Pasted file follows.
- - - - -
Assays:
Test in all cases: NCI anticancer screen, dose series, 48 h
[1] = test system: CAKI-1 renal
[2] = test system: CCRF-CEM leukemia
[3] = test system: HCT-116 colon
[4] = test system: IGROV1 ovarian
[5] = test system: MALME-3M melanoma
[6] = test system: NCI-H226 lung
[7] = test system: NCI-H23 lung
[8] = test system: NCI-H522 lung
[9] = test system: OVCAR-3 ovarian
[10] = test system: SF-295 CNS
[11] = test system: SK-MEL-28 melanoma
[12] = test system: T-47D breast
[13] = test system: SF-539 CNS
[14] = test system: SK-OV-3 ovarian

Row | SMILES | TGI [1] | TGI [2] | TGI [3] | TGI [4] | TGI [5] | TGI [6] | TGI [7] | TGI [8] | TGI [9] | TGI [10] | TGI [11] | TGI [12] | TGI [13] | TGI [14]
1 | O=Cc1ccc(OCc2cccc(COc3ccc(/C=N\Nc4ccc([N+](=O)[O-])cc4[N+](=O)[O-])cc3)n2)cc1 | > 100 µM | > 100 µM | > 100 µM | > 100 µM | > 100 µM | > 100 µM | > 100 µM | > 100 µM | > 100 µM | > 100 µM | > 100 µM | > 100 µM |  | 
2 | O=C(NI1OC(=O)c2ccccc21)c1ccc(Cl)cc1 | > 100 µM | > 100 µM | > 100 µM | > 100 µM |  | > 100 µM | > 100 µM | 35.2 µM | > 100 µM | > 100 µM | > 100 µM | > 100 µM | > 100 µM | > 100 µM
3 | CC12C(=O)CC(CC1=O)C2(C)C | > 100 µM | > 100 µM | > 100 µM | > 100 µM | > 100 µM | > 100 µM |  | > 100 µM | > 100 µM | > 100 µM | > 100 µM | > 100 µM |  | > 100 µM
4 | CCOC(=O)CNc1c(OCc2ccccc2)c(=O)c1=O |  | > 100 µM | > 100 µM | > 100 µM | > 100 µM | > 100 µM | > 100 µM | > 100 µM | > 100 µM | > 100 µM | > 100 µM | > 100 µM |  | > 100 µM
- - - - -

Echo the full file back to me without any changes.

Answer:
Assays:
Test in all cases: NCI anticancer screen, dose series, 48 h
[1] = test system: CAKI-1 renal
[2] = test system: CCRF-CEM leukemia
[3] = test system: HCT-116 colon
[4] = test system: IGROV1 ovarian
[5] = test system: MALME-3M melanoma
[6] = test system: NCI-H226 lung
[7] = test system: NCI-H23 lung
[8] = test system: NCI-H522 lung
[9] = test system: OVCAR-3 ovarian
[10] = test system: SF-295 CNS
[11] = test system: SK-MEL-28 melanoma
[12] = test system: T-47D breast
[13] = test system: SF-539 CNS
[14] = test system: SK-OV-3 ovarian

Row | SMILES | TGI [1] | TGI [2] | TGI [3] | TGI [4] | TGI [5] | TGI [6] | TGI [7] | TGI [8] | TGI [9] | TGI [10] | TGI [11] | TGI [12] | TGI [13] | TGI [14]
1 | O=Cc1ccc(OCc2cccc(COc3ccc(/C=N\Nc4ccc([N+](=O)[O-])cc4[N+](=O)[O-])cc3)n2)cc1 | > 100 µM | > 100 µM | > 100 µM | > 100 µM | > 100 µM | > 100 µM | > 100 µM | > 100 µM | > 100 µM | > 100 µM | > 100 µM | > 100 µM |  | 
2 | O=C(NI1OC(=O)c2ccccc21)c1ccc(Cl)cc1 | > 100 µM | > 100 µM | > 100 µM | > 100 µM |  | > 100 µM | > 100 µM | 35.2 µM | > 100 µM | > 100 µM | > 100 µM | > 100 µM | > 100 µM | > 100 µM
3 | CC12C(=O)CC(CC1=O)C2(C)C | > 100 µM | > 100 µM | > 100 µM | > 100 µM | > 100 µM | > 100 µM |  | > 100 µM | > 100 µM | > 100 µM | > 100 µM | > 100 µM |  | > 100 µM
4 | CCOC(=O)CNc1c(OCc2ccccc2)c(=O)c1=O |  | > 100 µM | > 100 µM | > 100 µM | > 100 µM | > 100 µM | > 100 µM | > 100 µM | > 100 µM | > 100 µM | > 100 µM | > 100 µM |  | > 100 µM